(1861–1928). French architect. He drew on medieval and early French Renaissance themes for his architecture, but used Art Nouveau forms in his shop interiors and furniture design. (with Tony Selmersheim (1871–1971)). Interested in reviving the applied and decorative arts in his buildings, often employed polychromy, loggie, and bay-windows in his façades. His sumptuous dwellings at 67 Avenue de Malakoff (1895), 50 Avenue Victor Hugo (1900–1), and 15 and 21 Boulevard Lannes (1906), all in Paris, are typical of his work. He designed the Château de Chênemoireau, Loire-et-Cher, France (1901), and an office block at 33 Rue du Louvre, Paris (1913–14). Chief Architect of the Exposition International des Arts-Décoratifs, Paris (1924–5), he had an influence on the Art Deco style.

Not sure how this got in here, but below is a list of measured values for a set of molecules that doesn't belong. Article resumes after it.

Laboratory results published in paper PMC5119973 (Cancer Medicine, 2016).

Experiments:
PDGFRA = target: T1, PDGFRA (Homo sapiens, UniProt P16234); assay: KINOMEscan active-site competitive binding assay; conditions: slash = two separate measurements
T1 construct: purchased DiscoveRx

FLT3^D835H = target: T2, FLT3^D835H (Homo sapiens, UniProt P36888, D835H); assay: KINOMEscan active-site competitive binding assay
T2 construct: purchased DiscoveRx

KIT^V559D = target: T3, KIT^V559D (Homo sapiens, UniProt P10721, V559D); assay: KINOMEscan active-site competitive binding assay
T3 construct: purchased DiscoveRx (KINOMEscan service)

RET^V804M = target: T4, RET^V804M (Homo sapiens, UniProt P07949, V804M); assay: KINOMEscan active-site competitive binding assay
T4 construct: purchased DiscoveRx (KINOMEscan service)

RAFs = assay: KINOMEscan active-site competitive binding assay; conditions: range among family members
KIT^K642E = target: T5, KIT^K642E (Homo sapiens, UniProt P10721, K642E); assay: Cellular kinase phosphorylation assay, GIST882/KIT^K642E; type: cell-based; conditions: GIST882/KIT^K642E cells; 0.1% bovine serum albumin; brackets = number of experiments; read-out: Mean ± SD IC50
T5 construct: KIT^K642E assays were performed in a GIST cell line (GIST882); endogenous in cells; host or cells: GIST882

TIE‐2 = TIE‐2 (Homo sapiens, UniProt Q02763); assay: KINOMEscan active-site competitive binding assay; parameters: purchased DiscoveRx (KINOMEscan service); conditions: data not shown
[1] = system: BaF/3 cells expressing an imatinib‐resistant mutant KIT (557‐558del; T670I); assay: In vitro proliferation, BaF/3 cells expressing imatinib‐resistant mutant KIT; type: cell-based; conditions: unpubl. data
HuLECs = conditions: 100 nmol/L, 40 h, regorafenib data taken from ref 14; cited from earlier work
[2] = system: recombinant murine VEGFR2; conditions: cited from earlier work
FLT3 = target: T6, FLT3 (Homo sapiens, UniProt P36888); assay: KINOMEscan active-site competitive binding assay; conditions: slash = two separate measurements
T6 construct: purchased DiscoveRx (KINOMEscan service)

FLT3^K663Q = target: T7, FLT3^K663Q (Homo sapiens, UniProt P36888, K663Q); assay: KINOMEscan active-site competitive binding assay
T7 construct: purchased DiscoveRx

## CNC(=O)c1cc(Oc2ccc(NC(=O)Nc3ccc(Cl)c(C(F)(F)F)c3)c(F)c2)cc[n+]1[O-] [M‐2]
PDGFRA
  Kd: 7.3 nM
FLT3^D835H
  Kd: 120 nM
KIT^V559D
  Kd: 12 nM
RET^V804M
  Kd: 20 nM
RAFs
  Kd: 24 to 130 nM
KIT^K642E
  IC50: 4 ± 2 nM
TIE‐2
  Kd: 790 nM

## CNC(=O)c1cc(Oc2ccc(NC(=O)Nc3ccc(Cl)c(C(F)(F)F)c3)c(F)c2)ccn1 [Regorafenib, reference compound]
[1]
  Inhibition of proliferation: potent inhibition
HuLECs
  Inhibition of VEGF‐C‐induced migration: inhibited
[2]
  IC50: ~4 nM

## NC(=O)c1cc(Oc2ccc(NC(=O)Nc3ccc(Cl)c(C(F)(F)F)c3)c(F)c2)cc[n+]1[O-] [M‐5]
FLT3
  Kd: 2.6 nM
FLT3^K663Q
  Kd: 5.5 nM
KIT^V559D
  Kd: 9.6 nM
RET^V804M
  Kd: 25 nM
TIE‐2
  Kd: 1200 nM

From A Dictionary of Architecture and Landscape Architecture in Oxford Reference.